DB: Well it’s all happening – and in true Zeppelin style it’s got that mystique around it, so I cannot tell you too much as yet. I can tell you its going to look phenomenal and I’m incredibly proud. It’s taken a lot of work getting it right and getting the right sculpture because this is John – it has to be the best. We are looking at some time next year  and like I said, we will keep it all within the Zep mystique.

DL: Robert had some very nice words for you when he came on stage at the Worcester gig – you must be very proud of the lasting affection he has for all you do

DB: There’s a great love between us. It goes back many years – as we get older, as I’ve got older, we have got a lot closer which I think happens. I’ve ceased being the little girl – John’s little sister…it’s taken a few years (laughs). At the end of the day he will always be Uncle Robert! We had a great time when he came to sing with us recently and it’s such an honour to share the stage with him. There’s a lot of love and Robert has a big heart.

My brother Michael had one of the biggest hearts in the world. I just think we’ve worked hard to get it right and do the right thing. Sometimes we’re humans and we get it wrong but the majority of the time you try to do the right thing and I’ve been trying to do that musically too.

DL: Do you find it hard to cope with the obvious Led Zeppelin association you have?

DB: It can be hard being connected to Led Zeppelin but it was a decision I took many years ago not to deny it. I had to stick to my guns and do what I wanted to do. I did open myself up to agents and god knows what to absolutely abuse that position which I have – which as I said, I am connected to Led Zeppelin because my brother was John Bonham. That fact should never be abused. I get very protective and angry if someone thinks they are going to have a quick fix with my career by trying to play that card and I just won’t let it happen. I’ve been quite fierce about that throughout my career.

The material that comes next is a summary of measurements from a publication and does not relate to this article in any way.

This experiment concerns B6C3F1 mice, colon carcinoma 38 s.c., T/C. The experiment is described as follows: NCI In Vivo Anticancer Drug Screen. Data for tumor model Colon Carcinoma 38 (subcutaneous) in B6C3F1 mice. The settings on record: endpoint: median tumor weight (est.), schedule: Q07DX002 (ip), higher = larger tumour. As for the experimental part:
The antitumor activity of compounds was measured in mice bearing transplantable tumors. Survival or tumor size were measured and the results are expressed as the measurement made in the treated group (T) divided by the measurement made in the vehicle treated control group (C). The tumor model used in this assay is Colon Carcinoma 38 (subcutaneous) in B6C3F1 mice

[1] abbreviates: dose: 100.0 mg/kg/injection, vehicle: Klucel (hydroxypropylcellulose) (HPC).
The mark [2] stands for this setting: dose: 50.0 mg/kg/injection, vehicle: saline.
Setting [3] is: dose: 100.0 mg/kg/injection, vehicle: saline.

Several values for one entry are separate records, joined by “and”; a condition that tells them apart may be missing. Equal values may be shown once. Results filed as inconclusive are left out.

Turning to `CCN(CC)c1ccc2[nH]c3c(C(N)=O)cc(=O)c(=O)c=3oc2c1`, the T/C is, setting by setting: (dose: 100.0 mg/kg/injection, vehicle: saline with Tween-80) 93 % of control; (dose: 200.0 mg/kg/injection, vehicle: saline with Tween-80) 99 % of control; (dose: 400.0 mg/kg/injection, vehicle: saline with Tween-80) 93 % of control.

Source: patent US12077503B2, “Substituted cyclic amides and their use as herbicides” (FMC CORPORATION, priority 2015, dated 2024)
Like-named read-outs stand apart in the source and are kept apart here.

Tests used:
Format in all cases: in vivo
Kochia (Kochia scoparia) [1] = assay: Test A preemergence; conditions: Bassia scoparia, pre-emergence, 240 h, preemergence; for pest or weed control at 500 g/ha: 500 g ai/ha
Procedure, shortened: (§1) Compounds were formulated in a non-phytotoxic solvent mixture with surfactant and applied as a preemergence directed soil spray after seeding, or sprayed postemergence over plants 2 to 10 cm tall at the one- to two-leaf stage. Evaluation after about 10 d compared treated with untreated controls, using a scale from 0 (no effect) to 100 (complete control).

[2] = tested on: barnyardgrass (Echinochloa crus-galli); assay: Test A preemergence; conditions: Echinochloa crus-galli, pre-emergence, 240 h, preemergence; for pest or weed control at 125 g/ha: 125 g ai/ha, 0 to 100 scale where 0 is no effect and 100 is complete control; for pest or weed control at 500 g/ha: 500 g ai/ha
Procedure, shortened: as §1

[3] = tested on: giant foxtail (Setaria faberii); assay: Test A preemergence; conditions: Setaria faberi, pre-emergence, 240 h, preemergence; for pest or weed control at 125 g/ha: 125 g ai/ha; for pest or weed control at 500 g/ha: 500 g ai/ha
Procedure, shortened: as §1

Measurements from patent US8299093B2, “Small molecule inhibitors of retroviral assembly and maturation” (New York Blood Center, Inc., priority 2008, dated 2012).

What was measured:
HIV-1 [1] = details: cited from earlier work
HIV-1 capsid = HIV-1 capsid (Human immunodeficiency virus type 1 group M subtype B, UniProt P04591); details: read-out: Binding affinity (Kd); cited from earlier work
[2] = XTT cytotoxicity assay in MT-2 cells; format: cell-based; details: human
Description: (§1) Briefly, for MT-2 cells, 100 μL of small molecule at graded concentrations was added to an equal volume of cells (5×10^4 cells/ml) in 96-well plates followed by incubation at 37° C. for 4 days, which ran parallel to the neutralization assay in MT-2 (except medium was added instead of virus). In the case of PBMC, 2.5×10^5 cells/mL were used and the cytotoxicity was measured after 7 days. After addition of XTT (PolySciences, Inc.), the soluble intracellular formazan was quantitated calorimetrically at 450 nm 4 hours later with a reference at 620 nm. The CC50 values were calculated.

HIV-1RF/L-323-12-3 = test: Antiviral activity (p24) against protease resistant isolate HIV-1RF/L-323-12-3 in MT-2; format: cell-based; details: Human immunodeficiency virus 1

DL:  You always seem to strike the right balance with that I’d say…

DB: It is a balance you are absolutely right you don’t want to upset people. At the same time with the Zep thing, it has to be right so as an encore if we do Rock And Roll,  it’s as a little thank you and nod of acknowledgement. If people have listened to me for an hour and a half and if get a good response, then that is great.

I would never pull out a Zep song out just to try and get a great response. It’s not like ”let’s play Rock And Roll and people will start clapping’.  It’s just not like that. It’s a tip of the hat and it is is my heritage and I’m very proud of it.

Led Zeppelin included my brother in the line up and that is something incredibly special. I love that fact, I mean gosh – they are my favourite band there’s no denying that!

But I’m doing my own thing and it seems we are now in a position where people are really getting it. When the likes of Paul Rodgers and Robert and Nazareth when we were  touring with them, get it that means a lot.

More and more of my peers are endorsing what we are doing. That to me is just fantastic. So it doesn’t matter what record sales we do, it doesn’t matter we are not playing in front of millions of people and breaking the bank. Because if you have someone like Paul or Robert  saying ‘this is a great band’, well that’s it isn’t it? It’s never going to get better than that!